Refined, unrefined, virgin, centrifuge extracted, cold-pressed, expeller-pressed…
…those are all descriptions you might see when shopping for coconut oil.
Ready to pull your hair out yet???
No need! It's really not that complicated, even though it might seem like it now. 😉
On today's #AskWardee, let's talk about the types of coconut oil so you can choose the right one(s) for your needs.
We will get to the bottom of it, I promise!
The Question: Which Coconut Oil Should You Buy?
Marie N. asks:
I'm so confused! Everyone says coconut oil is amazing, and I really want to use it. Except whenever I start shopping for it, I'm overwhelmed by all the types — refined, unrefined, centrifuge, expeller, virgin, ??? Which one should I choose and why?
Before I give you the quick and easy answer, let's first get on the same page…
In my kitchen, I'm always balancing 2 things — foods as healthy as possible while still being a flavor/taste that everyone loves.
When you're talking about coconut oil, it's generally true that the less refined the oil, the healthier it is — and the coconut flavor is stronger. (Although if you have special needs — like frying — the least refined is not the best oil to choose for that purpose; see below.)
We tend toward using the least refined coconut oil because of the health benefits. Also, we like the flavor of coconut (though I agree it doesn't always go). Others may want to use a more refined oil to end up with a more neutral flavor.
There is no wrong answer here — provided you start with quality oils from a quality company. The brand we use most often is Wilderness Family Naturals. Even their more refined/less coconut-y oils are still healthy!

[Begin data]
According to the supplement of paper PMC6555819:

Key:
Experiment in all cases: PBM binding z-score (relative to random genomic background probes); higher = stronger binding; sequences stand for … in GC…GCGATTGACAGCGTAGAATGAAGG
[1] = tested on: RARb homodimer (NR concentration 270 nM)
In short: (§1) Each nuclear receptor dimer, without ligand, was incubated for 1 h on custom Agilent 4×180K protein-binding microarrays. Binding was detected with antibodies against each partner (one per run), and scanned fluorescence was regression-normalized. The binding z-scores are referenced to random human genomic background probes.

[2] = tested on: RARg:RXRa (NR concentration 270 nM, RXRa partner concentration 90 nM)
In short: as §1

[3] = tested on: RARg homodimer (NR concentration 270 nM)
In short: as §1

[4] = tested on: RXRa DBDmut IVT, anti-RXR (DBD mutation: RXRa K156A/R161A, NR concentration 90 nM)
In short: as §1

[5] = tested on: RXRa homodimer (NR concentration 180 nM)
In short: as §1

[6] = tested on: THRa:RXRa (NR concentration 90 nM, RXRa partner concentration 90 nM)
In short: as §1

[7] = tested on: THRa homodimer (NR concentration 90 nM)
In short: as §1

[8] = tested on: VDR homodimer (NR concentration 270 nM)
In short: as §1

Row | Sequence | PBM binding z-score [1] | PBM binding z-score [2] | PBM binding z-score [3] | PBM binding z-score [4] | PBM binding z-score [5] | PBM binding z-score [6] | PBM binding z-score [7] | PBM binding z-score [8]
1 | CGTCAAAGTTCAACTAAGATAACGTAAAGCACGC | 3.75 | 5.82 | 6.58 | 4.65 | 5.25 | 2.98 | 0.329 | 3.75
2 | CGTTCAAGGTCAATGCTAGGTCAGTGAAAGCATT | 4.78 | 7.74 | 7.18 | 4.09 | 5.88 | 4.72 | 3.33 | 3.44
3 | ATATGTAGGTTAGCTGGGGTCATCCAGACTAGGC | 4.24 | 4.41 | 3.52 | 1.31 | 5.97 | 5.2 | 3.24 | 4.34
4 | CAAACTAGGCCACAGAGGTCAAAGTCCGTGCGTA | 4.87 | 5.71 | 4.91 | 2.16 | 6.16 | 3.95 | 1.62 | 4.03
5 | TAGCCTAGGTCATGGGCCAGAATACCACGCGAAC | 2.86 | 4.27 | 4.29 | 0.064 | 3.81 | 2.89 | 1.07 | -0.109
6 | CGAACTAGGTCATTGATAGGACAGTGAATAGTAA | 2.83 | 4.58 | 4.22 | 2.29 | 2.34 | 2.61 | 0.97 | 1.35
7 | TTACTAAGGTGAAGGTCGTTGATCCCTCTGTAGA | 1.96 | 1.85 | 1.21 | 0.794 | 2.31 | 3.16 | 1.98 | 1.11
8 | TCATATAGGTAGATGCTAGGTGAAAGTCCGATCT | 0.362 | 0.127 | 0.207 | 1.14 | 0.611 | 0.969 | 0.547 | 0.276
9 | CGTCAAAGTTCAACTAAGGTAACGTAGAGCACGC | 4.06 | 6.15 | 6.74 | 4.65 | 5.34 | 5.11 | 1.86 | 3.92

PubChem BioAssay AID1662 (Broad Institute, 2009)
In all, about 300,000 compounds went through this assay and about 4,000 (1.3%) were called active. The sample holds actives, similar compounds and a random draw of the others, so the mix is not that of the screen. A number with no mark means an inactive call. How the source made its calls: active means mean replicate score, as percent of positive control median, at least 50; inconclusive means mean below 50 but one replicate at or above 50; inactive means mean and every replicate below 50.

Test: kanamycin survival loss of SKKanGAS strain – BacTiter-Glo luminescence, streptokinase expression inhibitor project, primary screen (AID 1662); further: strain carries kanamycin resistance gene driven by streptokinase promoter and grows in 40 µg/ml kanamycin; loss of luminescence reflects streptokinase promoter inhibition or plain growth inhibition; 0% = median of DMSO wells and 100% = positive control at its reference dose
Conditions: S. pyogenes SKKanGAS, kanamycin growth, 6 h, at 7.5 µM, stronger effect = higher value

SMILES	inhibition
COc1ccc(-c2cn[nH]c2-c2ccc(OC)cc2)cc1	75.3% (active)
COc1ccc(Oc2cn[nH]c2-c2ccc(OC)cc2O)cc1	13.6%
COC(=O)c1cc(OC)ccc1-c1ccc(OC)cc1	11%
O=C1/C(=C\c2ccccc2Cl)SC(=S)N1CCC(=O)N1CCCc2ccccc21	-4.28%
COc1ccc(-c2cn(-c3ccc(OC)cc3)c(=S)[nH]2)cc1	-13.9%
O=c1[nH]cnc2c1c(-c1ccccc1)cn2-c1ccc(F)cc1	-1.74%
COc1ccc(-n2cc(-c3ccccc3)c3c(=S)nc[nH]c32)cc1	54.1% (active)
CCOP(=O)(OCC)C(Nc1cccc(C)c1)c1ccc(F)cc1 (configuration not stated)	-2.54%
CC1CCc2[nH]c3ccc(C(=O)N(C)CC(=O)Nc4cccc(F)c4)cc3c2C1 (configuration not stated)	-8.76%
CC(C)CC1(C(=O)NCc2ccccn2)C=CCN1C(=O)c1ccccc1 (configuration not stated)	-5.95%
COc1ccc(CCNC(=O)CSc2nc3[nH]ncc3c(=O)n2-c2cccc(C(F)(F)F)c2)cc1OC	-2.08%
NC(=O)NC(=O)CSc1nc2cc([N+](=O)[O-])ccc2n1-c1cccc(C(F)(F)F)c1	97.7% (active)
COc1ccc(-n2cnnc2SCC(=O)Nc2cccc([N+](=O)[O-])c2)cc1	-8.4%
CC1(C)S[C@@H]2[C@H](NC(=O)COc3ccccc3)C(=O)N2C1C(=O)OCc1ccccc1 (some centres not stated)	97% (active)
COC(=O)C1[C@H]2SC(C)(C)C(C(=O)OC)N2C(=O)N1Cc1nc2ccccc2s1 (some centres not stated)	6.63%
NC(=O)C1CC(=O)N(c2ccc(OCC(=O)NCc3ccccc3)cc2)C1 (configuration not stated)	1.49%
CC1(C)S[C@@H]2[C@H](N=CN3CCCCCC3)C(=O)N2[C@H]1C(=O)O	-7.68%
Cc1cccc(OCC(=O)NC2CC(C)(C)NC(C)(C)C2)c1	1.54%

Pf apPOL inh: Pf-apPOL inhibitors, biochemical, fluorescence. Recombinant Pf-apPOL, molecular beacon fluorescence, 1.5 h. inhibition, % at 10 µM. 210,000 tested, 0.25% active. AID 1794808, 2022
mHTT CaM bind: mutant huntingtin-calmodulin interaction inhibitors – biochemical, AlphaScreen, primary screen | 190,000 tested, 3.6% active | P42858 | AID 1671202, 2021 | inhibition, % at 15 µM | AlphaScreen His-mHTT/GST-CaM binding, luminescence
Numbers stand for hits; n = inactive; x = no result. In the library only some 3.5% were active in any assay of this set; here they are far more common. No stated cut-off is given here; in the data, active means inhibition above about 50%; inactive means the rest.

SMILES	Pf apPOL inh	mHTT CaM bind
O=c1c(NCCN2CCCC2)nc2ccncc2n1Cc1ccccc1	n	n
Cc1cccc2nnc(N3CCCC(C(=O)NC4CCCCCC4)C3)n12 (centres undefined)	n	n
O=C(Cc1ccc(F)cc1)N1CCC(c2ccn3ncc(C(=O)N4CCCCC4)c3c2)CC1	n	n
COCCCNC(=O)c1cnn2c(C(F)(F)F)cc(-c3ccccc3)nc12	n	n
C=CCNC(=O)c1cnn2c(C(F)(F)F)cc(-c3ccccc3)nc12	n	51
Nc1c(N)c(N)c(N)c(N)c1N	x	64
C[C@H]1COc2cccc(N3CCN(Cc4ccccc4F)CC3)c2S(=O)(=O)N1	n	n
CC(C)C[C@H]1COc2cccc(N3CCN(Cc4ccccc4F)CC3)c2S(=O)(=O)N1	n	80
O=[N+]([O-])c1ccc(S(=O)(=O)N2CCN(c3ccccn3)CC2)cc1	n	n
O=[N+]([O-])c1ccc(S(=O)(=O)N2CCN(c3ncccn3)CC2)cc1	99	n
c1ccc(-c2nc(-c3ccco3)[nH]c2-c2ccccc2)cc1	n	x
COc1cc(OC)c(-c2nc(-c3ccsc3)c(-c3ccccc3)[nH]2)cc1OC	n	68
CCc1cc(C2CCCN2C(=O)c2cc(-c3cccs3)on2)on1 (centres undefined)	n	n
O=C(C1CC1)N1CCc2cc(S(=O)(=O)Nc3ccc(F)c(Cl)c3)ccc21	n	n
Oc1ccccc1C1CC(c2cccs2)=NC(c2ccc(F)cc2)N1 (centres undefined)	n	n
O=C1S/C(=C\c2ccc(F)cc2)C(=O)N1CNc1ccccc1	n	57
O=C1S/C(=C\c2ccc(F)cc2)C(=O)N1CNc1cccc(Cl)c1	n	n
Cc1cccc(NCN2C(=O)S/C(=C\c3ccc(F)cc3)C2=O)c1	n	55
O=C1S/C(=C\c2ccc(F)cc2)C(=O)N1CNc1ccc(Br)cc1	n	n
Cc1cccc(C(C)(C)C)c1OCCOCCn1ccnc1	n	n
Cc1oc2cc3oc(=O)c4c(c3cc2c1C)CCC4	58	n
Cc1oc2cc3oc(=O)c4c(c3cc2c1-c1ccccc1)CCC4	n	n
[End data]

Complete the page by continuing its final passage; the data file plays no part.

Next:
You may have to try a few coconut oils in different applications to find out what you or your family likes.
Ok? Ready to go through the types of coconut oil?
These are in order from most refined to least refined (and it's a given that we're discussing organic versions of each type…).
1. Refined Coconut Oil (Expeller-Pressed)
Clean, neutral flavor suitable for high heat cooking, baking, and frying. Not raw. Choose organic. Least expensive.
Coconut oil that's “refined” means it's gone through a process that removes coconut flavor, aromas, and impurities.
According to Wilderness Family Naturals in their Decoding Coconut Oil Labels article:
Organic coconuts are opened and quickly dried. These dried coconuts are then mechanically pressed to remove the oil. No chemical solvents are used at any time during the process. Any free fatty acids in the oil are removed. Next, the oil is run through diatomaceous earth and finally, steam distilled.
The resulting oil is pure and neutral in both taste and aroma. It is commonly sold as expeller-pressed coconut oil. It’s ideal for baking, sautéing, frying, and cooking and is usually the most budget-friendly type of coconut oil.
That is generally how refined (or expeller-pressed) coconut oil is made. Wilderness Family Naturals adds an additional filtering step so it's even cleaner and more mild in flavor.
This type of oil is not raw (because it's been exposed to heat during processing), and it's usually the least expensive option. Also, it's the most versatile — it can be filtered and reused in your own kitchen because of it's high heat stability.
2. Virgin, Unrefined, Cold Pressed Coconut Oil
Stronger coconut flavor suitable for medium-heat cooking (plus baking and body care). Raw. Choose organic.
Even though no heat or chemicals are supposed to be used in this extraction process, some companies do use higher heat which results in a toasted coconut taste, or worse — burnt or rancid flavors.